|By (author):||Lee, Min Jin|
|Subject:||FICTION / Asian American|
|FICTION / Coming of Age|
|FICTION / General|
|FICTION / Literary|
|Publisher:||Grand Central Publishing|
|Size:||7.95in x 5.25in x 1.55in|
|From The Publisher*||In this "mesmerizing" novel from the New York Times bestselling author of Pachinko, the Korean-American daughter of first-generation immigrants strives to join Manhattan's inner circle (USA Today).|
Meet Casey Han: a strong-willed, Queens-bred daughter of Korean immigrants immersed in a glamorous Manhattan lifestyle she can't afford. Casey is eager to make it on her own, away from the judgements of her parents' tight-knit community, but she soon finds that her Princeton economics degree isn't enough to rid her of ever-growing credit card debt and a toxic boyfriend. When a chance encounter with an old friend lands her a new opportunity, she's determined to carve a space for herself in a glittering world of privilege, power, and wealth-but at what cost?
Set in a city where millionaires scramble for the free lunches the poor are too proud to accept, this sharp-eyed epic of love, greed, and ambition is a compelling portrait of intergenerational strife, immigrant struggle, and social and economic mobility. Addictively readable, Min Jin Lee's bestselling debut Free Food for Millionaires exposes the intricate layers of a community clinging to its old ways in a city packed with haves and have-nots.
Includes a Reading Group Guide.
|Review Quote*||"Lee's keen eye for class concerns and her confident, muscular writing about the conflicting pulls toward one's cultural heritage and the unknowable, wide- open future make this book a pleasure."-Meg Wolitzer, New York Times bestselling author of The Interestings|
|Review Quote*||"Engrossing and illuminating . . . a panoramic portrait of contemporary Korean Americans and their ‘white boy' colleagues, lovers, and friends."-Alix Kates Shulman, author of Memoirs of an Ex-Prom Queen and Drinking the Rain|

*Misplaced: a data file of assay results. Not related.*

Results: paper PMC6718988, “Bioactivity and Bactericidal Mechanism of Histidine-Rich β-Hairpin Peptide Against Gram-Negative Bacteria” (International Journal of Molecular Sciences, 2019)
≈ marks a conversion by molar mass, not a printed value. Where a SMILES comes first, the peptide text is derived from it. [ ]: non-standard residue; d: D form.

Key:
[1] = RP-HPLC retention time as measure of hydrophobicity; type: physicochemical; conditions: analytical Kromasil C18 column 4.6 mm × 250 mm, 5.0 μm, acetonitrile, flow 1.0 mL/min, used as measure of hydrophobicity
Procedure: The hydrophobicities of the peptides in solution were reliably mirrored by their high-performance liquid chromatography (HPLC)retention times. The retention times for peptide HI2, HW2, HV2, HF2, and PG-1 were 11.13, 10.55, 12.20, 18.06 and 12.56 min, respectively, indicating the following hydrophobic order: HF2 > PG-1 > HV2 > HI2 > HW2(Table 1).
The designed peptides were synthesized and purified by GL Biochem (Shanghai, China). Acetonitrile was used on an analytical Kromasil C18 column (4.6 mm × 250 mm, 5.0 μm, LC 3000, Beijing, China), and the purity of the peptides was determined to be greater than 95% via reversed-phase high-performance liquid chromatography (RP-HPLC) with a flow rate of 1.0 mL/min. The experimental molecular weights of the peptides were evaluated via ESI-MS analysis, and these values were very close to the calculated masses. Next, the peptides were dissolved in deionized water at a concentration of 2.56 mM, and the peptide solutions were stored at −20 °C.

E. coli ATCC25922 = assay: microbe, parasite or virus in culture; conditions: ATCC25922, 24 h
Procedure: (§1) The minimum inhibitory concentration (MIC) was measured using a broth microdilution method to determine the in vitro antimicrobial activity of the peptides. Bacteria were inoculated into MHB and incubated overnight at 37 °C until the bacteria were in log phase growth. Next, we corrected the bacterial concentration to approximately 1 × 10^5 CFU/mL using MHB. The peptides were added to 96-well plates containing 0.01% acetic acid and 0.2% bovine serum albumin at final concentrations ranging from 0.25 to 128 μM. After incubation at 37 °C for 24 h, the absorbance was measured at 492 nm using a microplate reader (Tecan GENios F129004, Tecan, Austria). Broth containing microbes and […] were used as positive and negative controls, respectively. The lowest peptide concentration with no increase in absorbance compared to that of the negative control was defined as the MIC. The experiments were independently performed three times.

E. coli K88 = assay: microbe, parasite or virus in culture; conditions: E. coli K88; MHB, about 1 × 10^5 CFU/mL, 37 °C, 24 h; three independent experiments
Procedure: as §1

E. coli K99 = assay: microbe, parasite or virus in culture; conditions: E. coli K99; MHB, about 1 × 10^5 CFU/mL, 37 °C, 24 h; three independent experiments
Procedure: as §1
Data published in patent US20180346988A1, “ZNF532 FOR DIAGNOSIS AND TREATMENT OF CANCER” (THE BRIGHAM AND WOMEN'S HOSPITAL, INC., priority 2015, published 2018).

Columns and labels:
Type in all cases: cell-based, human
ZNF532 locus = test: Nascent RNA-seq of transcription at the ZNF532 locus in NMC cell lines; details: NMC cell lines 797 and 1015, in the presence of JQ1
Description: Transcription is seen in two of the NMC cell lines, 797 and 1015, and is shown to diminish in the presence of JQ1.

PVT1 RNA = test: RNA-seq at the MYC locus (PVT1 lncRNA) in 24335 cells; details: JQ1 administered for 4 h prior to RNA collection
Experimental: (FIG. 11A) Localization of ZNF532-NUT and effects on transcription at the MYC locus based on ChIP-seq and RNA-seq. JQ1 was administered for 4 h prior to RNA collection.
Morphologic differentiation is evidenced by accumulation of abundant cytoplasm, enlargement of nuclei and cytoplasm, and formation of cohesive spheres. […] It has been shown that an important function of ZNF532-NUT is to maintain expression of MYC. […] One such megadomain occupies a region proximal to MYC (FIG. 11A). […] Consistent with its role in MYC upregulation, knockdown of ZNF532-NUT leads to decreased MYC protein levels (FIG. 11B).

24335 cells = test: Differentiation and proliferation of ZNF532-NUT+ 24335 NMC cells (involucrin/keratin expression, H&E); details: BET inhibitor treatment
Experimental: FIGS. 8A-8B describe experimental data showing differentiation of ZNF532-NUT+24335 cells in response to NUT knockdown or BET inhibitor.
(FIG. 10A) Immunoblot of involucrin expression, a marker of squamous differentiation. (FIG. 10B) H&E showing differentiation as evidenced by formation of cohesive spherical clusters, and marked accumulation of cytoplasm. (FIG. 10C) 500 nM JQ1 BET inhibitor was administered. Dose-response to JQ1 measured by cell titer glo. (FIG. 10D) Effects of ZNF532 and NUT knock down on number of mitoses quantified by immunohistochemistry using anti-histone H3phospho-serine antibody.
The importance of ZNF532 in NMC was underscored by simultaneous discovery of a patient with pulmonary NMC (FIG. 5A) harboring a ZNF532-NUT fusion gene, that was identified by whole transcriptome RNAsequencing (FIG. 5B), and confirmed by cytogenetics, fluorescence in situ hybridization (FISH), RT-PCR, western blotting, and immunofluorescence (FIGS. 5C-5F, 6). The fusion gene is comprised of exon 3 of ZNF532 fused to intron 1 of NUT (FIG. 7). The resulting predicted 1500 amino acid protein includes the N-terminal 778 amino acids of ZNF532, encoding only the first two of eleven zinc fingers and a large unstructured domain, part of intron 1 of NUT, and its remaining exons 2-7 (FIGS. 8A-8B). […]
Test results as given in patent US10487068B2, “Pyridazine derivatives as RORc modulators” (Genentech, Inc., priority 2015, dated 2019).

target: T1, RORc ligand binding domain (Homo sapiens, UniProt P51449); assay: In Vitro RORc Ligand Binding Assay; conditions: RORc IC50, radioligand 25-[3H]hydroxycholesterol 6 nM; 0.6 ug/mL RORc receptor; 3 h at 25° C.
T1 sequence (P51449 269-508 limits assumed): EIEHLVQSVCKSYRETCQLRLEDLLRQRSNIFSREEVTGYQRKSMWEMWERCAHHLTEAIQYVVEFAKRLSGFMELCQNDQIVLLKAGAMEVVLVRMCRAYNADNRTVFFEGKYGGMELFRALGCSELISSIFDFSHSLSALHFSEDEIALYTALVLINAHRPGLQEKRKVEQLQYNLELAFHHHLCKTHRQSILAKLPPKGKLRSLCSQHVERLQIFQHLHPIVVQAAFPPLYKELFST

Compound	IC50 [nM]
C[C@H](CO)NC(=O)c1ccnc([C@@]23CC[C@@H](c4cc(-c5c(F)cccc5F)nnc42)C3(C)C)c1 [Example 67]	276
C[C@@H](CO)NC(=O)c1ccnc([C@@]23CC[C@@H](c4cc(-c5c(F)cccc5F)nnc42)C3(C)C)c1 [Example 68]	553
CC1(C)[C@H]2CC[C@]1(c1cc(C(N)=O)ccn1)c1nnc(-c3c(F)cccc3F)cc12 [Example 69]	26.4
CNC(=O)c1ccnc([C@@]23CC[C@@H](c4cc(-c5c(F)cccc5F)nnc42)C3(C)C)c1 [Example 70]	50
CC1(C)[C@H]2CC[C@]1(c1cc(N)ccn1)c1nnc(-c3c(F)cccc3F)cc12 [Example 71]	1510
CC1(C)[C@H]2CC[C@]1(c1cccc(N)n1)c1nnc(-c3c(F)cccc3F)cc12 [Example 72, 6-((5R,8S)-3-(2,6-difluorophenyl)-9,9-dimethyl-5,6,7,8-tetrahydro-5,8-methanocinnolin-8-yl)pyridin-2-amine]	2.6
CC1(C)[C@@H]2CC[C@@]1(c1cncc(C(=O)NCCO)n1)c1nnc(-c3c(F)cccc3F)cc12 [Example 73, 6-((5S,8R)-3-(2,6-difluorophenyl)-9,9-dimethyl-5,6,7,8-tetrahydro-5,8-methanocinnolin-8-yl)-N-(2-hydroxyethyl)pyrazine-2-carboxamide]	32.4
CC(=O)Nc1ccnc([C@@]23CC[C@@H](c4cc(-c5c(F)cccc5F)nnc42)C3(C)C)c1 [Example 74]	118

|Review Quote*||"Unfolds in New York in the 1990s with an energetic eventfulness and a sprawling cast that call to mind the literary classics of Victorian England . . . It would be remarkable if she had simply written a long novel that was as easy to devour as a nineteenth-century romance-packed with tales of flouted parental expectations, fluctuating female friendships and rivalries, ephemeral (and longer-lasting) romantic hopes and losses, and high-stakes career gambles. But Lee intensifies her drama by setting it against an unfamiliar backdrop: the tightly knit social world of Korean immigrants, whose children strive to blend into their American foreground without clashing with their distinctive background. It's a feat of coordination and contrast that could kill a chameleon, but Lee pulls it off with conviction."-New York Times Book Review|
|Review Quote*||"Complex and intriguing . . . an exquisite look at life's uncertainties. The beauty of Lee's novel is that it does not focus solely on Casey's sojourn from naïve pride to self-realization, as compelling as that is."-Associated Press|
|Review Quote*||"An expansive story . . . draws the reader with likeably human, multidimensional characters and a subtly shifting, unpredictable plot."-Washington Post|
|Review Quote*||"Mesmerizing...Not since Jhumpa Lahiri's The Namesake has an author so exquisitely evoked what it's like to be an immigrant."-USA Today|
|Review Quote*||"A terrific debut novel . . . reminiscent of another ambitious New York novel about class collision, Tom Wolfe's Bonfire of the Vanities . . . the pleasure of reading this sprawling novel derives from the old-fashioned thrill of watching the wheel of fortune slowly turn for various characters . . . In the Victorian-inflected saga of Casey Han and her friends, Lee has given readers more than just Elizabeth Bennet tricked out in a Korean hanbok, she's tweaked venerable nineteenth-century fictional forms to suit the story of yet another new immigrant group claiming New York City as its own."-Maureen Corrigan, Fresh Air, NPR|
|Review Quote*||"Lee has updated the Victorian novel of progress to a postmodern, postfeminist world and imagined a character whose circumstances feel universal."-Chicago Tribune|
|Review Quote*||"A first-rate read-a book you finish feeling certain the lives inside will go on long after the final page."-People|